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Plasma viremia in macaques infected with simian immunodeficiency virus: plasma viral load early in infection predicts survival.

By A Watson, J Ranchalis, B Travis, J McClure, W Sutton, P R Johnson, S L Hu and N L Haigwood

Abstract

A reliable method for the quantitation of plasma viremia in nonhuman primates infected with simian immunodeficiency virus (SIV) and related viruses is described. This method is based on an established quantitative-competitive PCR format and includes a truncated control for internal assay calibration. Optimization of assay conditions has significantly improved amplification specificity, and interassay variability is comparable to that of commercially available assays for human immunodeficiency virus (HIV) quantitation. This procedure was used to monitor viral loads in a group of Macaca mulatta animals that were infected with SIVsmE660 for over 2 years. Highly diverse profiles of plasma viremia were observed among animals, and high viral loads were associated with more rapid disease progression. Spearman rank correlation analyses were done for survival versus three parameters of viral load: plasma viremia, p27 core antigen, and frequency of infected peripheral blood mononuclear cells. Plasma viremia had the strongest overall correlation and was significantly (P < 0.05 to P < 0.01) associated with survival at 10 of the 13 time points examined. Plasma viremia did not correlate with survival during the primary viremia phase; however, the strength of this correlation increased with time postinfection and, remarkably, viremia levels as early as week 6 postinfection were highly predictive (P < 0.01) of relative survival. These findings are consistent with the available clinical data concerning viral load correlates early in HIV infection, and they provide further support for the view that disease outcome in lentiviral infection may be largely determined by events that occur shortly after infection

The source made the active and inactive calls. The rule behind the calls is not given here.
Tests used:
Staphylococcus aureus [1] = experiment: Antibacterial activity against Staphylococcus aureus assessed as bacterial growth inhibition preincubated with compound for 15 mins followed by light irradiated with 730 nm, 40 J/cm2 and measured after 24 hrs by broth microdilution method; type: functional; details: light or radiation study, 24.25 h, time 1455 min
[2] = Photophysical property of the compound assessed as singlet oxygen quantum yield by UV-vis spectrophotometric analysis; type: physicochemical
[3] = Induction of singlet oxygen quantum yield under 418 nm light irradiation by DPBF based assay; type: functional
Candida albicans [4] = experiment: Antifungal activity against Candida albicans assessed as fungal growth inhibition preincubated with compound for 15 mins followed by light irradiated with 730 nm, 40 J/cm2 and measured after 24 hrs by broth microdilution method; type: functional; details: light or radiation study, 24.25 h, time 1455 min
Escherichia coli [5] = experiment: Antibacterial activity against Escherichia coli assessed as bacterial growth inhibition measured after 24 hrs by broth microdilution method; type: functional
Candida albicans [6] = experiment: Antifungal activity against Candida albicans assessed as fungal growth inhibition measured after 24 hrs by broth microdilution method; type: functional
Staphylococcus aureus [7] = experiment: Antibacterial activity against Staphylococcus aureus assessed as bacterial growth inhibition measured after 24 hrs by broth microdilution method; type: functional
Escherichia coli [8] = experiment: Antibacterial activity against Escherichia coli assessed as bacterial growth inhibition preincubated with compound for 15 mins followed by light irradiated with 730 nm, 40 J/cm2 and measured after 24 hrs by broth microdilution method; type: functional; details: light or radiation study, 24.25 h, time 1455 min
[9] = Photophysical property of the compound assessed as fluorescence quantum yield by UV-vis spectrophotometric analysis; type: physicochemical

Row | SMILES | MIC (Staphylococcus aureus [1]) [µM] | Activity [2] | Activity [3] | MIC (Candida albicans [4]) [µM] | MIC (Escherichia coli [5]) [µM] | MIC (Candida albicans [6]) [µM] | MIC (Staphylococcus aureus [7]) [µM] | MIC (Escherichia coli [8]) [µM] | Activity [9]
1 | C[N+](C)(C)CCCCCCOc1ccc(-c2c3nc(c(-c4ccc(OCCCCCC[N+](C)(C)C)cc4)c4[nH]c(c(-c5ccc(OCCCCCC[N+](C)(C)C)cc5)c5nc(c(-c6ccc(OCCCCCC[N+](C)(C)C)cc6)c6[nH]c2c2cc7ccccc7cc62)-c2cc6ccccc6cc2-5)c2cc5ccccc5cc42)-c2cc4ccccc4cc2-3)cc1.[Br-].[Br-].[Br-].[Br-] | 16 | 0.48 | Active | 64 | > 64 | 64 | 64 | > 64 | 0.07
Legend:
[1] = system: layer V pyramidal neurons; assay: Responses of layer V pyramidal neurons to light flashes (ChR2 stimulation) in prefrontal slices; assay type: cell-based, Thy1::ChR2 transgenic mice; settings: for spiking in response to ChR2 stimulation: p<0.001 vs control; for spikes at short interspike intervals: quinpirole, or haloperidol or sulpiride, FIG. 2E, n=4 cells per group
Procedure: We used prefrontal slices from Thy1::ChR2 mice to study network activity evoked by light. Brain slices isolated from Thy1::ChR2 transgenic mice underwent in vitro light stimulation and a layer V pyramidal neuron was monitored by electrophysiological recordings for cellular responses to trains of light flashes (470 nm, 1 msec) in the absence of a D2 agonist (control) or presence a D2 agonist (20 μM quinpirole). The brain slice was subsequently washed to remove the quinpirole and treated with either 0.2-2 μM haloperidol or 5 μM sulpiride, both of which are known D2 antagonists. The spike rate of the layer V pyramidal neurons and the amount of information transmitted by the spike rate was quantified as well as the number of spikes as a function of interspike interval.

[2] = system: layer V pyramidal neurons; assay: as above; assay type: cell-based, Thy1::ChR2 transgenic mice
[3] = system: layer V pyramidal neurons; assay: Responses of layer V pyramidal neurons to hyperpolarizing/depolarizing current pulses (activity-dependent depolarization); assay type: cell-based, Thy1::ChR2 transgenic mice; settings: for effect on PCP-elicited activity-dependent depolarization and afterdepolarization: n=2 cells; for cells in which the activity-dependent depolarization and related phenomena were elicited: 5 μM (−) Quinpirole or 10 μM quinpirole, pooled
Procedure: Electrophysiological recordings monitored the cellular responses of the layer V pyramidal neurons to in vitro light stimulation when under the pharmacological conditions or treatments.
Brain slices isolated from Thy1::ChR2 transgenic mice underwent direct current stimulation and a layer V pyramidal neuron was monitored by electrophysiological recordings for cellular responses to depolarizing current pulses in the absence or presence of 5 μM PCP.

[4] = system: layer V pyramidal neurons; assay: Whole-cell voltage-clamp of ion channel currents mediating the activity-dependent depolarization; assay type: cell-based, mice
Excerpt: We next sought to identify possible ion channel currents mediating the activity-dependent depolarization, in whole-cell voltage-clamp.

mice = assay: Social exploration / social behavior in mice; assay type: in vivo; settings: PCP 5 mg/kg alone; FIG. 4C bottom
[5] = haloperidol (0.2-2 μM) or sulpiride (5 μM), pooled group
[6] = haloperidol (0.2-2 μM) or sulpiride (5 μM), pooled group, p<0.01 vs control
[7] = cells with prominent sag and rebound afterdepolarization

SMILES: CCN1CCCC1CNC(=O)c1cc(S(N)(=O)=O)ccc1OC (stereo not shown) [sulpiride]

Topics: Research Article
Year: 1997
OAI identifier: oai:pubmedcentral.nih.gov:191049
Provided by: PubMed Central
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